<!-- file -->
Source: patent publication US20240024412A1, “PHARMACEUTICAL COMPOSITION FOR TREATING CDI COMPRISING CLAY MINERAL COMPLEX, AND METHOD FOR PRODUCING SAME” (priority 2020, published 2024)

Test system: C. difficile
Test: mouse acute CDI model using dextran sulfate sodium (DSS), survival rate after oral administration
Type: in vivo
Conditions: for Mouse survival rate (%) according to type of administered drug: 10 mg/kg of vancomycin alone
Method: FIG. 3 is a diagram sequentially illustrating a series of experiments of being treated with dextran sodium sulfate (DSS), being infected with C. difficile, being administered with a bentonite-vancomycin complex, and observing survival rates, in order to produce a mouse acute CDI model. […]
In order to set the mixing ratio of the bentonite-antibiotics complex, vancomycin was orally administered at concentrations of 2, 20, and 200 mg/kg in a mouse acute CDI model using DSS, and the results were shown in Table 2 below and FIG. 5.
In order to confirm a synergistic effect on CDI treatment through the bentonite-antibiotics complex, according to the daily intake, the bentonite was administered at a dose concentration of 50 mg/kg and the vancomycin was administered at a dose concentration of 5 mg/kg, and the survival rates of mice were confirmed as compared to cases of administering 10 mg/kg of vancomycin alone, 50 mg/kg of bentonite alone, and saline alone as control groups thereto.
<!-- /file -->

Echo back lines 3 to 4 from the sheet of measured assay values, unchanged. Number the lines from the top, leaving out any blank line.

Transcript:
Test: mouse acute CDI model using dextran sulfate sodium (DSS), survival rate after oral administration
Type: in vivo